First description of giant Archaea (Thaumarchaeota) associated with putative bacterial ectosymbionts in a sulfidic marine habitat

Authors

  • Félix Muller,

    Corresponding author
    1. Université des Antilles et de la Guyane UFR des Sciences Exactes et Naturelles Département de Biologie, BP 592. 97159 Pointe-à-Pitre cedex, Guadeloupe, France.
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  • Terry Brissac,

    1. Université des Antilles et de la Guyane UFR des Sciences Exactes et Naturelles Département de Biologie, BP 592. 97159 Pointe-à-Pitre cedex, Guadeloupe, France.
    2. Université Pierre et Marie Curie, Bat. A, 4èmeétage, 7 quai St Bernard, 75005 Paris, France.
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  • Nadine Le Bris,

    1. Université Pierre et Marie Curie, Banyuls-sur-Mer 66650, Paris, France.
    2. Laboratoire Environnement Profond, Zone de la Pointe du Diable, BP70, 29280 Plouzané, France.
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  • Horst Felbeck,

    1. Scripps Institution of Oceanography, University of California San Diego, La Jolla, California 92093-0202, USA.
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  • Olivier Gros

    1. Université des Antilles et de la Guyane UFR des Sciences Exactes et Naturelles Département de Biologie, BP 592. 97159 Pointe-à-Pitre cedex, Guadeloupe, France.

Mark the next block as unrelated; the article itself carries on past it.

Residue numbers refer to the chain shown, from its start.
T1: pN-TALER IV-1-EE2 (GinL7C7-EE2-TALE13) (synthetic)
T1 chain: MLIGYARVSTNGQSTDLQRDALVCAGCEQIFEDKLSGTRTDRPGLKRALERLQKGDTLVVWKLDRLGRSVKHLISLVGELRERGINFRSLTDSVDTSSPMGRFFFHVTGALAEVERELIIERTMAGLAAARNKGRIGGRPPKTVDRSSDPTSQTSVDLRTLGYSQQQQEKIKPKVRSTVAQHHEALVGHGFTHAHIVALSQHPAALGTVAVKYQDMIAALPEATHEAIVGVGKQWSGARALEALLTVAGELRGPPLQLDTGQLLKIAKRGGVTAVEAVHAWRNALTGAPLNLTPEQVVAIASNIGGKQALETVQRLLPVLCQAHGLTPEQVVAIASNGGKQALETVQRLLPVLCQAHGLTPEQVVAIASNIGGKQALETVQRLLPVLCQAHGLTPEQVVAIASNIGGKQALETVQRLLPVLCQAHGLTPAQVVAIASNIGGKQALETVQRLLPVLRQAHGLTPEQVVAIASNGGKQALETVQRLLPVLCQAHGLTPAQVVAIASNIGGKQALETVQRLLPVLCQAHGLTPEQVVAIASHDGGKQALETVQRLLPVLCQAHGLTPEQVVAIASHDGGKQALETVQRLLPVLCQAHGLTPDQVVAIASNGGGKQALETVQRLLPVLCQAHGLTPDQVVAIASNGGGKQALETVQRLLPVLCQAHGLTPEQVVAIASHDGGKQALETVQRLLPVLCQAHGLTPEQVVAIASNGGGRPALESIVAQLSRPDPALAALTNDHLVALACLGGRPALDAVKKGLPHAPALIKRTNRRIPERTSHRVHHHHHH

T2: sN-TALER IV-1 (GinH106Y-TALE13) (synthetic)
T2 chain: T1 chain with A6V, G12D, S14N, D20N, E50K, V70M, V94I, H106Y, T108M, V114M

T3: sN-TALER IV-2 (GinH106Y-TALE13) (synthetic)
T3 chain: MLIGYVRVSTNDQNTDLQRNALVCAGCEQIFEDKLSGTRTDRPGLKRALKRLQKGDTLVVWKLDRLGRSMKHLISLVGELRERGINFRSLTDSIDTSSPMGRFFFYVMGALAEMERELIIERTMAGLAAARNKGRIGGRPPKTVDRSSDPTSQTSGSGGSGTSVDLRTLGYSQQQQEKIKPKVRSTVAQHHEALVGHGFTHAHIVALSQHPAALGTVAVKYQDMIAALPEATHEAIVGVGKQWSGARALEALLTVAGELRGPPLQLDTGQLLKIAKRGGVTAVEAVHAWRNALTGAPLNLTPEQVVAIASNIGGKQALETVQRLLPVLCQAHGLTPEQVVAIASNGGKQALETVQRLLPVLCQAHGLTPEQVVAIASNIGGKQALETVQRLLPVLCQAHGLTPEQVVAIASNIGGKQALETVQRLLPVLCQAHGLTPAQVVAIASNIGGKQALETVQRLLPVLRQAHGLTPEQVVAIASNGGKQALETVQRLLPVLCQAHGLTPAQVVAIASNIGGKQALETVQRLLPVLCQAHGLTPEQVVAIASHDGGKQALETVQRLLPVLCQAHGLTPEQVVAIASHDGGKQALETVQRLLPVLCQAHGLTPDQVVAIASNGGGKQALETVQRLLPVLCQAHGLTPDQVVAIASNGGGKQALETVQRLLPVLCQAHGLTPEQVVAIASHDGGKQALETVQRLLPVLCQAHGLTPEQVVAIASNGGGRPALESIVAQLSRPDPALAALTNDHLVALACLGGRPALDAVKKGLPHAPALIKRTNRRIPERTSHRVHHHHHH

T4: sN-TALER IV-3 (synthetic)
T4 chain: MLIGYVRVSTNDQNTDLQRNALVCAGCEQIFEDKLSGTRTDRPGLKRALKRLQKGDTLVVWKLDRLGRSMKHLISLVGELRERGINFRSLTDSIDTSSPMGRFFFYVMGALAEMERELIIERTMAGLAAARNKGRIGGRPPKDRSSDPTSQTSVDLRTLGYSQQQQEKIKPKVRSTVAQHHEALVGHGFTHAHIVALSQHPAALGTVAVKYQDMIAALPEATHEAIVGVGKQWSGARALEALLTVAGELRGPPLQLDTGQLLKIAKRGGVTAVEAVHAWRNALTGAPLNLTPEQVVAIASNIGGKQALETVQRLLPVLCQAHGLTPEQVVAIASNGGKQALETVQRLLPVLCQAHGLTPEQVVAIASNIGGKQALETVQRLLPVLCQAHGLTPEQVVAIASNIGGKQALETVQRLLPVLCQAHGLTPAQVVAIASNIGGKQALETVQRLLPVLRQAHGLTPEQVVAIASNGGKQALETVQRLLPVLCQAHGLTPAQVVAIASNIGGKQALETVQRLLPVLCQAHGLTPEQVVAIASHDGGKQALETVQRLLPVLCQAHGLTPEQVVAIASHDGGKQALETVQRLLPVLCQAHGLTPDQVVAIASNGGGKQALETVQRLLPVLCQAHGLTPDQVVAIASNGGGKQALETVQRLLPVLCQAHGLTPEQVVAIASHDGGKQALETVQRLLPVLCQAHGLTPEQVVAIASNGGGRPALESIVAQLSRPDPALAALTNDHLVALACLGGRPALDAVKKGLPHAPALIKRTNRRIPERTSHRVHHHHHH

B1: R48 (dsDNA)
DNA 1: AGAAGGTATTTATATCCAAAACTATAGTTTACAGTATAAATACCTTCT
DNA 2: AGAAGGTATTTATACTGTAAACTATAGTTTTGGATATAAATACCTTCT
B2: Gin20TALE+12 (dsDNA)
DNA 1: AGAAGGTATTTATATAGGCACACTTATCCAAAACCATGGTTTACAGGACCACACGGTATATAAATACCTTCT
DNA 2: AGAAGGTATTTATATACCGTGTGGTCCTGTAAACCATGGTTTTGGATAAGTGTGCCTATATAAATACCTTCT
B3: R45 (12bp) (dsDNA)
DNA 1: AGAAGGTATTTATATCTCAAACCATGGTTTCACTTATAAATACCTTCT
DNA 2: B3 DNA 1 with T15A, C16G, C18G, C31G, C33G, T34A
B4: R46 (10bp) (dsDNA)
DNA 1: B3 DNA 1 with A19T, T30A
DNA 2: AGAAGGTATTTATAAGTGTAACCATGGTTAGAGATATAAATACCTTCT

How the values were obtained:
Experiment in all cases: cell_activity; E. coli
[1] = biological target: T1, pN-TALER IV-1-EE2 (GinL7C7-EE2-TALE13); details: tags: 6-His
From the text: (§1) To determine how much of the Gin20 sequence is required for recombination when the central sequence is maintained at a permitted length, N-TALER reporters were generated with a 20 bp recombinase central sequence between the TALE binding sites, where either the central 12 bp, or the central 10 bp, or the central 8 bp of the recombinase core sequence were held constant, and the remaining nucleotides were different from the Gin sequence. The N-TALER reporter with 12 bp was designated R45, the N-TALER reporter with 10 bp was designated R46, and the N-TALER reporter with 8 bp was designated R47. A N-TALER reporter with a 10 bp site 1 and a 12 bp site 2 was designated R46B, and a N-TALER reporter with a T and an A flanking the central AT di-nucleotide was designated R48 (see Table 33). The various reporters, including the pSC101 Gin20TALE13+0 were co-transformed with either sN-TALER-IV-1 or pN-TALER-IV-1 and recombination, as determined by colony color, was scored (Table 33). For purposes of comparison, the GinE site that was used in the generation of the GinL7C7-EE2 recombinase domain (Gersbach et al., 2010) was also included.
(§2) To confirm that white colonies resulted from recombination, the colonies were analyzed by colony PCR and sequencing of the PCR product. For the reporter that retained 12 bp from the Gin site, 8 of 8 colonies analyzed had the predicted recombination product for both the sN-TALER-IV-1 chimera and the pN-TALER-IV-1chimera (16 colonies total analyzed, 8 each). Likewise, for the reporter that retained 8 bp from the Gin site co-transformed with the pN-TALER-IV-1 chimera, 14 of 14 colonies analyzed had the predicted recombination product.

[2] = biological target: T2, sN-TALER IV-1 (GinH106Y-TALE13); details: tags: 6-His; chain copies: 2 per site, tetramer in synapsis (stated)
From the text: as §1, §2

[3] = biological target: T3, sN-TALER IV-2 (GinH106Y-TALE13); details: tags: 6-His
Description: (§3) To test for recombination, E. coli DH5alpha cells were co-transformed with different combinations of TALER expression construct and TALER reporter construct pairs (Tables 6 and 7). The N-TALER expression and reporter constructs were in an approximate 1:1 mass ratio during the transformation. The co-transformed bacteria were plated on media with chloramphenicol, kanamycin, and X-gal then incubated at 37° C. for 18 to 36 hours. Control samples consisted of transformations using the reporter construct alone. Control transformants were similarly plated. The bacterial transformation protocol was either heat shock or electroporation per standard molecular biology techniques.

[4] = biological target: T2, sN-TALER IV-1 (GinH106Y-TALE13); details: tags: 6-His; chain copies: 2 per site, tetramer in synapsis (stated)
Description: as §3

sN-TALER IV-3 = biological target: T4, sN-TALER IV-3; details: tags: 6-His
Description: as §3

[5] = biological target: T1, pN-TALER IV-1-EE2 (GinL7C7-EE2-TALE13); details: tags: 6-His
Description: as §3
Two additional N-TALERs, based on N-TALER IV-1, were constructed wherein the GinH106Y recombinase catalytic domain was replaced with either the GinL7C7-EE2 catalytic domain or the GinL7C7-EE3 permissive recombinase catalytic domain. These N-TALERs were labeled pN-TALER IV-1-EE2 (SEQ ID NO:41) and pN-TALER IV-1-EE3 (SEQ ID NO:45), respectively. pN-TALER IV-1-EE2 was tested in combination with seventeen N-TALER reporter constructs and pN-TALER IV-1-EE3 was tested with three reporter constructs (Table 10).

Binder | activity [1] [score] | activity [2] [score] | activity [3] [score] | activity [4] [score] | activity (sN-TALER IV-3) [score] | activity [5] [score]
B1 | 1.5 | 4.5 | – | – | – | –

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E-mail fmuller@univ-ag.fr; Tel. (+590) 590 48 30 06; Fax (+590) 590 48 30 06.

Summary

Archaea may be involved in global energy cycles, and are known for their ability to interact with eukaryotic species (sponges, corals and ascidians) or as archaeal–bacterial consortia. The recently proposed phylum Thaumarchaeota may represent the deepest branching lineage in the archaeal phylogeny emerging before the divergence between Euryarchaeota and Crenarchaeota. Here we report the first characterization of two marine thaumarchaeal species from shallow waters that consist of multiple giant cells. One species is coated with sulfur-oxidizing γ-Proteobacteria. These new uncultured thaumarchaeal species are able to live in the sulfide-rich environments of a tropical mangrove swamp, either on living tissues such as roots or on various kinds of materials such as stones, sunken woods, etc. These archaea and archaea/bacteria associations have been studied using light microscopy, transmission electron microscopy and scanning electron microscopy. Species identification of archaeons and the putative bacterial symbiont have been assessed by 16S small subunit ribosomal RNA analysis. The sulfur-oxidizing ability of the bacteria has been assessed by genetic investigation on alpha-subunit of the adenosine-5′-phosphosulfate reductase/oxidase's (AprA). Species identifications have been confirmed by fluorescence in situ hybridization using specific probes designed in this study. In this article, we describe two new giant archaeal species that form the biggest archaeal filaments ever observed. One of these species is covered by a specific biofilm of sulfur-oxidizing γ-Proteobacteria. This study highlights an unexpected morphological and genetic diversity of the phylum Thaumarchaeota.

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